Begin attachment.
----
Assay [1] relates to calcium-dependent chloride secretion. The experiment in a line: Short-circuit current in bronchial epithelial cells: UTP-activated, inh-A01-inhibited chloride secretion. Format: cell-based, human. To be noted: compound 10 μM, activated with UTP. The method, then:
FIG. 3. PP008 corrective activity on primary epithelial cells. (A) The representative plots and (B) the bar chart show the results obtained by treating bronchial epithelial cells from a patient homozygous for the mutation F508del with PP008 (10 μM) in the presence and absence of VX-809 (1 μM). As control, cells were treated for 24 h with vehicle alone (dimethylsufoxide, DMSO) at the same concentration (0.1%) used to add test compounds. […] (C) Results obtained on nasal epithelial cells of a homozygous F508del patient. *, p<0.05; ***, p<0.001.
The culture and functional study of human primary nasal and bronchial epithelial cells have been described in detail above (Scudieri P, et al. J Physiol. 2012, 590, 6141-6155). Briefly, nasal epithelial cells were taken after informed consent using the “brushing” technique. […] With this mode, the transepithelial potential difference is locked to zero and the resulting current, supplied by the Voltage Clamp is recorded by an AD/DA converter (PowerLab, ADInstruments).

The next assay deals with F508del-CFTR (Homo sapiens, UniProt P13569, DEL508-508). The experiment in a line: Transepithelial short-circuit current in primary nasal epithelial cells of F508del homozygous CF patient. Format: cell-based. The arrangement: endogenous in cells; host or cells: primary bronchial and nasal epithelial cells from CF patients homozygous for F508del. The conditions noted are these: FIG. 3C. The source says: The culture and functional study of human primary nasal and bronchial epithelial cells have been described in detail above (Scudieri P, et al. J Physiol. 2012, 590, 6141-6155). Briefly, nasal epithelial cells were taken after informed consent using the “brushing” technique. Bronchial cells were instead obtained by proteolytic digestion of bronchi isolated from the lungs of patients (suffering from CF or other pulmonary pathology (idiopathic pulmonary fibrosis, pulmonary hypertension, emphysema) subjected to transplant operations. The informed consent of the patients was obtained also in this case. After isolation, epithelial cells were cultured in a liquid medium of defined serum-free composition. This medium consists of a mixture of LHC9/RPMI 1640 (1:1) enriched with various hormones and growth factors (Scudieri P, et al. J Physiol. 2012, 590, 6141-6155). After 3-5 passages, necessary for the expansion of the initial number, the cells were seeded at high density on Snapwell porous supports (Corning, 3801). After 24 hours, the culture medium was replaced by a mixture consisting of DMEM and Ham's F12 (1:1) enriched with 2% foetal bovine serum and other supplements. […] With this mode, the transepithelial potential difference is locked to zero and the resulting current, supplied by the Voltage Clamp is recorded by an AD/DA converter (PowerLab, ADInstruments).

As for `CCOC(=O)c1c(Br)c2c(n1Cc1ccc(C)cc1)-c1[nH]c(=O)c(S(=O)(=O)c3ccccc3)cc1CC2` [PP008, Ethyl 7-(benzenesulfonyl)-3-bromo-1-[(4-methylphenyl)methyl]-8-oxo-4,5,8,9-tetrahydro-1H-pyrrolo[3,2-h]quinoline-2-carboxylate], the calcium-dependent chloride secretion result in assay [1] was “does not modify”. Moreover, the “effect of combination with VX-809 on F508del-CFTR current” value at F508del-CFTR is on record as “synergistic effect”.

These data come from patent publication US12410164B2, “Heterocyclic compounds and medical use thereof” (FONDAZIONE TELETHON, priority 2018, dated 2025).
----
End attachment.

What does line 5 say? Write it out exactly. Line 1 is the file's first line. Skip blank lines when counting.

As for `CCOC(=O)c1c(Br)c2c(n1Cc1ccc(C)cc1)-c1[nH]c(=O)c(S(=O)(=O)c3ccccc3)cc1CC2` [PP008, Ethyl 7-(benzenesulfonyl)-3-bromo-1-[(4-methylphenyl)methyl]-8-oxo-4,5,8,9-tetrahydro-1H-pyrrolo[3,2-h]quinoline-2-carboxylate], the calcium-dependent chloride secretion result in assay [1] was “does not modify”. Moreover, the “effect of combination with VX-809 on F508del-CFTR current” value at F508del-CFTR is on record as “synergistic effect”.